Underground again

Since I couldn’t see the sea cave on Monday I decided to compensate that by visiting a limestone cave. This one actually has a website with opening hours and other information so a fairly ‘save’ place to choose.

OLYMPUS DIGITAL CAMERACar park at the cave

However I couldn’t find any information about public transport.
It’s only about 10km from Tōma station but I didn’t want to walk again especially since it was very humid and warm, as always. Thankfully a lovely shop assistant at the stations small grocery store gave me the number of a taxi company.

OLYMPUS DIGITAL CAMERANext to the cave entrance. The dragon seems to be the symbol of the town.

The cave is located outside of Tōma surrounded by fields, forests and mountains. A few hiking trails start there as well.

OLYMPUS DIGITAL CAMERACascade at the rock garden near the cave

It’s an absolutely amazing and fairly large cave. Full of limestone of all shapes and sizes. What’s special about this cave is that a lot of them are unusually clear.

OLYMPUS DIGITAL CAMERASurprise, it’s a cave, it’s dark, pictures turned out shit.

The paths are very narrow, maybe 50cm/20″ wide most of the time, and the ceiling gets really low in some places as well. There was an about 3m/9.8′ long passage where it was only 1.5m/4.9′ high (maybe, just guessing). And of course with a lot of tiny stalactites pointing down.
There were also some small ponds.

OLYMPUS DIGITAL CAMERAIt was way more beautiful than the picture shows.

The only really annoying thing was that they apparently thought it was a good idea to play some informational audio really loudly throughout the cave without interruption. It was just the same stuff over and over again, not different information of different spots.


As I got back to the town I had to wait for two hours for the train so I went for a short walk but returned to the station because it was cooler. Temperature wise. And thus also metaphorically.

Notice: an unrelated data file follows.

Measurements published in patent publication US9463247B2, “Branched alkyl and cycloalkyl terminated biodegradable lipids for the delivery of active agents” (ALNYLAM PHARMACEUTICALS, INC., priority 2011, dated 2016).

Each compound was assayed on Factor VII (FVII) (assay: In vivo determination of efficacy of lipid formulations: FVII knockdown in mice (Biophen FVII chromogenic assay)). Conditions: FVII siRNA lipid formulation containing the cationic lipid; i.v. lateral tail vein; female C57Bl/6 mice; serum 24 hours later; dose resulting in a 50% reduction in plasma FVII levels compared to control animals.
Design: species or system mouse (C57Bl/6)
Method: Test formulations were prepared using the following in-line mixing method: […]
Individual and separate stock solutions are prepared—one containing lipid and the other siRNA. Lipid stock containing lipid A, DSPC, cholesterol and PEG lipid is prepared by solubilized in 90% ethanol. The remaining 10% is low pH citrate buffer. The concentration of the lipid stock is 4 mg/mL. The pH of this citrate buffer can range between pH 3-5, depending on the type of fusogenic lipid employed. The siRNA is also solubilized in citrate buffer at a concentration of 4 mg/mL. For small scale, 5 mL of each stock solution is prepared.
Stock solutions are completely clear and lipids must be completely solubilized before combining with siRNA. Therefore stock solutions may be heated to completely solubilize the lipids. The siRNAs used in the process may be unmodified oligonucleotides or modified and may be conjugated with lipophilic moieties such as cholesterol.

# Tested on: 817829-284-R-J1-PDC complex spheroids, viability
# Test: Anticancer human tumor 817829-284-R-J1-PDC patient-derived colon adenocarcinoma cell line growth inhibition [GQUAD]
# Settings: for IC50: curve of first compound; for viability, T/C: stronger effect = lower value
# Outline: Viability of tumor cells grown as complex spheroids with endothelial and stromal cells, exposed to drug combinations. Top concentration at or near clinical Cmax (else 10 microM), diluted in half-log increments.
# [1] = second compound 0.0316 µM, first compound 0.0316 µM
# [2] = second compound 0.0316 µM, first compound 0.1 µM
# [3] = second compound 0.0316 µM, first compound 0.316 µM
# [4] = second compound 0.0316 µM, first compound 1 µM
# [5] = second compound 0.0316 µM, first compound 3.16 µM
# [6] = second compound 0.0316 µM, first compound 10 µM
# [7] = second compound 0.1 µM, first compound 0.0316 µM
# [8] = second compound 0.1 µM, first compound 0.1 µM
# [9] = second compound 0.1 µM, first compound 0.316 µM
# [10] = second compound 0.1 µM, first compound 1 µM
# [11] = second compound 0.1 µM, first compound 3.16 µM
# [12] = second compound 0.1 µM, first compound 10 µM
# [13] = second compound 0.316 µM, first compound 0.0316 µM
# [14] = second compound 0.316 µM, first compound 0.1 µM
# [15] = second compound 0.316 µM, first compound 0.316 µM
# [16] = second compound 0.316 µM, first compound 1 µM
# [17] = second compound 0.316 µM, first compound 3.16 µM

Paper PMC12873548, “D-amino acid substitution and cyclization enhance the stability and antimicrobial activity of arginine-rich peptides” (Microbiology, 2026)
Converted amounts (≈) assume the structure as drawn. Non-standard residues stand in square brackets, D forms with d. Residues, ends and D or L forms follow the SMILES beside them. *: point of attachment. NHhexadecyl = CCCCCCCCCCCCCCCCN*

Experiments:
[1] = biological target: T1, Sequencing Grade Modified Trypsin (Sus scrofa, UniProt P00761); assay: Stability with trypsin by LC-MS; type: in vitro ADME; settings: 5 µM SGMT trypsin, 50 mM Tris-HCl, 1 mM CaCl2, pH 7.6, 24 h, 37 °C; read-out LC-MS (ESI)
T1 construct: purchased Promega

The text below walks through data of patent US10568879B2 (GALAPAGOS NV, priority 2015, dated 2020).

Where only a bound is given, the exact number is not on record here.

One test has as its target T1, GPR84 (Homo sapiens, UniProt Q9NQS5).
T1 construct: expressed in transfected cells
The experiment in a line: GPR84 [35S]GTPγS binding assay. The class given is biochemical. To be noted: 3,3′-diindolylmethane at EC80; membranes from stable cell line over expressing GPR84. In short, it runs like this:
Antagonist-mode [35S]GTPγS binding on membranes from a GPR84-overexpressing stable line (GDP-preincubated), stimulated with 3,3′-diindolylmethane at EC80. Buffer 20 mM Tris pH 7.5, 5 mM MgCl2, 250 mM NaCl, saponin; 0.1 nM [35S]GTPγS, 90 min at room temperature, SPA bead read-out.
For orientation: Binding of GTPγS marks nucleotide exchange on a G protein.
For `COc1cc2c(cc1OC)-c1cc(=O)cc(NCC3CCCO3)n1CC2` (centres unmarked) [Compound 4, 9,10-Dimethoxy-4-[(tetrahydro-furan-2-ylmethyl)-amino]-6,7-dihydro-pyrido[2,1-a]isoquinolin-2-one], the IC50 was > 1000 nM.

OLYMPUS DIGITAL CAMERAThat street led to some park


Trains, trains, ancient carvings, and TRAINS!

In order to not have to hurry for a change I went to Otaru. It’s quite close to Sapporo about 40 minutes by train and there’s an express train every 30 minutes in addition to a few local ones. (Also I went there before in winter.)

OLYMPUS DIGITAL CAMERASince Otaru is known for its glass work the station is full of fancy lamps.

So I left fairly late and was there at about 11am. My destination was the Temiya Cave. It’s located a bit outside the town centre so I took a bus. And then walked up a steep hill for a good amount of time. Unfortunately that was the wrong direction. (What’s new?) But I did find a nice park.

OLYMPUS DIGITAL CAMERADon’t get fooled by the fog, it was really hot.

The cave is next to the Otaru General Museum so I just went there first. And it turned out to be a most amazing place. The first floor was about science with one room containing a lot of experiments to try yourself and the other displaying examples of technology mimicking nature (like rainwear which like lotus leaves repels water).

OLYMPUS DIGITAL CAMERAThis is in the engine that stood inside the museum.

The ground floor had information about the history of Japanese/Hokkaidō/Otaru railway.



And outside were an abundance of old engines, wagons and other train things from different time periods. Almost all of them were open to enter even the driver’s cabs. So many buttons and levers and wheels and no ‘Don’t touch!’ signs!

OLYMPUS DIGITAL CAMERAThere were more than you can see here.


There was one engine that was moving, not sure where though because all the tracks ended at the end of the museum area which wasn’t too big.
And there was a separate building with a lot of train/engine/(I don’t know technology) parts displayed.


OLYMPUS DIGITAL CAMERANo, it didn’t smell too nice in the wagons to be honest, especially with the heat. But so what?

So yeah, it’s an absolutely awesome place.


Then I went to the cave and was kinda disappointed. It was more like a small room with some information boards and a glass window behind which you could see the cave wall with some really old carvings. They also had some old dishes/pottery displayed, presumably found there. The entrance fee was only 100¥ and it was nice and chilly, so I don’t really have a reason to complain.